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Design AI so that it’s Fair

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Design AI so that it’s Fair

Identify sources of inequity, de-bias training data and develop algorithms that are robust to skews in data, urge James Zou and Londa Schiebinger.

Nature,

5 min read
4 take-aways
Audio & text

What's inside?

Scientists and ethicists discuss how to mitigate gender, race and ethnic biases in AI systems.


Editorial Rating

8

Qualities

  • Analytical
  • Scientific
  • Concrete Examples

Recommendation

Identifying intrinsic biases toward gender, race and culture in artificial intelligence systems requires a structured analysis of data collection and machine learning, and of how results are parsed by humans. AI-supported decisions by government, corporations and scholars can be unintentionally tainted by such inequities. In a detailed report citing numerous real-world examples, James Zou and Londa Schiebinger offer solid suggestions about how to adjust AI algorithms, aiming for fairness to millions who may be affected. The article is required reading for anyone involved in business and policy decisions, and concerned by the ethics of AI systems.

Take-Aways

  • Artificial intelligence (AI) applications tend to discriminate based on gender, ethnicity, race and income.
  • AI bias is partly due to the basic methodology of machine learning programs.
  • Algorithms can be better designed to overcome intrinsic biases within AI data sets.
  • Ethicists and scientists question whether AI training data should represent the world as it is, or as it should be.

Summary

Artificial intelligence (AI) applications tend to discriminate based on gender, ethnicity, race and income.

As AI algorithms become more sophisticated, biases creep into the design process, requiring systemic solutions. Because most AI tasks demand huge data sets, programmers must examine the gathering, organization and processing of billions of images and words. When neural networks scrape global websites such as Google Images or Wikipedia for information, unintended inequalities can occur.

“More than 45% of ImageNet data, which fuels research in computer vision, comes from the United States, home to only 4% of the world’s population.”

For example, India and China comprise 36% of the world’s people, but only provide about 3% of ImageNet’s 14 million pictures. This explains why its vision algorithms identify a woman in a white wedding dress as “bride,” but label a traditional Indian bride photo “costume” or “performance art.”

AI bias is partly due to the basic methodology of machine learning programs.

To maximize training data accuracy, programmers optimize AI programs to recognize specific data bits that appear most frequently. For example, Google Translate defaults to use of the masculine pronoun “he” rather than “she” because “he” statistically appears twice as often as “she” in text searches. This points to a need for data sets with improved social awareness and ethnic/gender complexity.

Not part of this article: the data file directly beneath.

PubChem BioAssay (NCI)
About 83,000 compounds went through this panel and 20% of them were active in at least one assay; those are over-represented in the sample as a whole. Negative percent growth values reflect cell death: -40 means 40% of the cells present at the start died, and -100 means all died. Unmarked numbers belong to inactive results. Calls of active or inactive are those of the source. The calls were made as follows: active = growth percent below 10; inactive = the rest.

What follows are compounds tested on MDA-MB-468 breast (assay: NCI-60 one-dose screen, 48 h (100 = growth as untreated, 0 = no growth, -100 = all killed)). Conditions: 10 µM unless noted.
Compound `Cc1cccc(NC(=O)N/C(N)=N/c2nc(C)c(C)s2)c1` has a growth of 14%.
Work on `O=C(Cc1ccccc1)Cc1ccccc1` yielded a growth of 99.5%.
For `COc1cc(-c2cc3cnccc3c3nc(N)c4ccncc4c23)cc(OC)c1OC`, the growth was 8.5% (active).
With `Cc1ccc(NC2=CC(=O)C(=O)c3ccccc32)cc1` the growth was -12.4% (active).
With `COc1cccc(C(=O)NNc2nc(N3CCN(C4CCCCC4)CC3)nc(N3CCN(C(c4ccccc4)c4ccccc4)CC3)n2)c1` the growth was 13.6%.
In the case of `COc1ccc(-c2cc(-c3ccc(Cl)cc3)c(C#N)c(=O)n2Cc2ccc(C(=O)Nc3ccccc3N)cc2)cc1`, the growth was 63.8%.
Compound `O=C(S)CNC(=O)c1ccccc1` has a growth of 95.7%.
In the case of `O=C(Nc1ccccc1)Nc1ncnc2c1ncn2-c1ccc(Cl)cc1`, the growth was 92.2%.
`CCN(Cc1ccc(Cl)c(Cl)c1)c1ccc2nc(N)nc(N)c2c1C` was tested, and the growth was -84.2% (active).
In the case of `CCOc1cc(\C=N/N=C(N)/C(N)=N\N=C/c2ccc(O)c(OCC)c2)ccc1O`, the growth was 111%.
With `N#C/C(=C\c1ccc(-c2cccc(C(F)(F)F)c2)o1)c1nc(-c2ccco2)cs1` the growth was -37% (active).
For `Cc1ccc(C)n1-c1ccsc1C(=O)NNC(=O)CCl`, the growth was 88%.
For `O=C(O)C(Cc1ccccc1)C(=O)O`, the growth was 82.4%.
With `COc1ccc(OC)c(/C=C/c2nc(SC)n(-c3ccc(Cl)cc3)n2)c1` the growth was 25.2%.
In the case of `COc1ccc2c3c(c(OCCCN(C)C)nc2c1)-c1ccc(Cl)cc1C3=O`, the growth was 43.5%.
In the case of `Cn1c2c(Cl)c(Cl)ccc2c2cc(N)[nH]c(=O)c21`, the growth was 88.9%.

“We encourage the organizers of machine-learning conferences, such as the International Conference on Machine Learning, to request standardized metadata as an essential component of the submission and peer-review process.”

Annotators must summarize the labeling and collection of demographic information, and how the AI classifies images such as faces. Crowdsourcing data sources should provide information about participants. Today, reputable journals ask authors to provide detailed information about any AI data used.

Algorithms can be better designed to overcome intrinsic biases within AI data sets.

In an “AI audit,” the machine itself recognizes inequities and stereotypes. The auditor then modifies the relationships between words and pictures. For example, the AI auditor could be instructed to find a correlation between the word “woman” and the words “queen” and “homemaker,” and correct for any identified bias.

“Unless the appropriate categories are captured, it’s difficult to know what constraints to impose on the model, or what corrections to make.”

Historical databases can be “de-biased” by examining how stereotypical language has evolved over time in historical texts.

Ethicists and scientists question whether AI training data should represent the world as it is, or as it should be.

AI could assess job candidates, but also help decide whether the candidate would easily assimilate into the job. It’s up to humans to decide which data set is most fair and useful. AI researchers need to collaborate with experts in social science, medicine, law and other disciplines to evaluate the relationships between algorithms and training data. 

“As computer scientists, ethicists, social scientists and others strive to improve the fairness of data and of AI, all of us need to think about appropriate notions of fairness.”

AI has the potential to sustain or worsen inequalities and discrimination in society, while it continues to transform communications, politics, media and daily life in general.

About the Authors

James Zou is assistant professor of biomedical data science and (by courtesy) of computer science and electrical engineering, Stanford University. Londa Schiebinger is the John L. Hinds Professor of History of Science and director of Gendered Innovations in Science, Health & Medicine, Engineering, and Environment, Stanford University.

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